JAKARTA, Indonesia (AP) — U.S. Secretary of State John Kerry is putting climate change deniers in the same category as those who insist the Earth is flat.
Speaking in Indonesia today, Kerry says climate change may be the world's "most fearsome" weapon of mass destruction ther is and that urgent action is needed to combat it.
In a speech to Indonesian students, civic leaders and government officials in Jakarta, Kerry accused climate change deniers of using shoddy science and scientists to delay measures needed to reduce emissions of greenhouse gases.
He also argued that everyone and every country must take responsibility and act immediately.
Kerry argued that the cost of inaction to environments and economies will far outweigh even the significant expense of reducing greenhouse gas emissions that trap solar heat in the atmosphere and contribute to the Earth's rising temperatures.
A small patch of forest in St. Louis County could be a big part of understanding global climate change.
In November, the 60-acre plot at Washington University's Tyson Research Center near Eureka was named a Smithsonian Institution Global Earth Observatory. The St. Louis Post-Dispatch reports that the land between Lone Elk and West Tyson County Parks is now part of a network of 52 other forest plots scattered around the world being used to study climate change and biodiversity.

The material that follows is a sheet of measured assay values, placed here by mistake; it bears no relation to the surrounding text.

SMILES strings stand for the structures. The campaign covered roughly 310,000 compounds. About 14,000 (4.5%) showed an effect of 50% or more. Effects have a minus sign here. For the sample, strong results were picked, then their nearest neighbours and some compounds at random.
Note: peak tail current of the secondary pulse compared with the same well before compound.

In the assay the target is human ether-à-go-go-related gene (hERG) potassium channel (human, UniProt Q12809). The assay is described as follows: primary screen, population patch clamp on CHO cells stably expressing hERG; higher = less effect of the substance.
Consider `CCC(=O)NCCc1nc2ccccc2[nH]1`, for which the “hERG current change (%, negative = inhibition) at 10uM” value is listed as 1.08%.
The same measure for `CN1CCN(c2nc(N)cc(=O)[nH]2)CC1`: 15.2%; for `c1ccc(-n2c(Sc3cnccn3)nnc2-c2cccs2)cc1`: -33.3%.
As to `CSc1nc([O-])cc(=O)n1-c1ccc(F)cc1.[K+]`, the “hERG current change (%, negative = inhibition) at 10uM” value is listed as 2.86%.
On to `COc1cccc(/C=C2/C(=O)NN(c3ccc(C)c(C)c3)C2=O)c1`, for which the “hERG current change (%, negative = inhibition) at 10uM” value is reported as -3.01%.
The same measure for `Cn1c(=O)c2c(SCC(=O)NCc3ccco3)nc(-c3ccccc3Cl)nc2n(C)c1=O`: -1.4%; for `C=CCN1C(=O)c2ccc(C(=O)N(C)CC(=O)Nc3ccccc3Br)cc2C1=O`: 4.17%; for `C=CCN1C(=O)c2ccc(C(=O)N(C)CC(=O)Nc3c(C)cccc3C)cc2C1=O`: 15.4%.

In part, the Smithsonian project is examining both how climate change affects forests and how forests affect climate change.
The Tyson plot is expected to provide a lot of information because scientists have been monitoring it since the 1980s and have collected data covering two of Missouri's worst droughts, 1988 and 2012. The latter was the worst on record.
STOCKHOLM (AP) - A landmark report by an international scientific panel says it's "extremely likely" that human activity is the dominant cause of global warming.
That's the strongest statement to date on the issue by the Intergovernmental Panel on Climate Change.
In its previous assessment, in 2007, the U.N.-sponsored panel said it was "very likely" that global warming was man-made.
It now says the evidence has grown thanks to more observations, a better understanding of the climate system and improved models to analyze the impact of rising temperatures.
The IPCC says a human footprint can be found in the warming of the atmosphere and oceans, in rising sea levels, melting snow and ice and in changes in some climate extremes.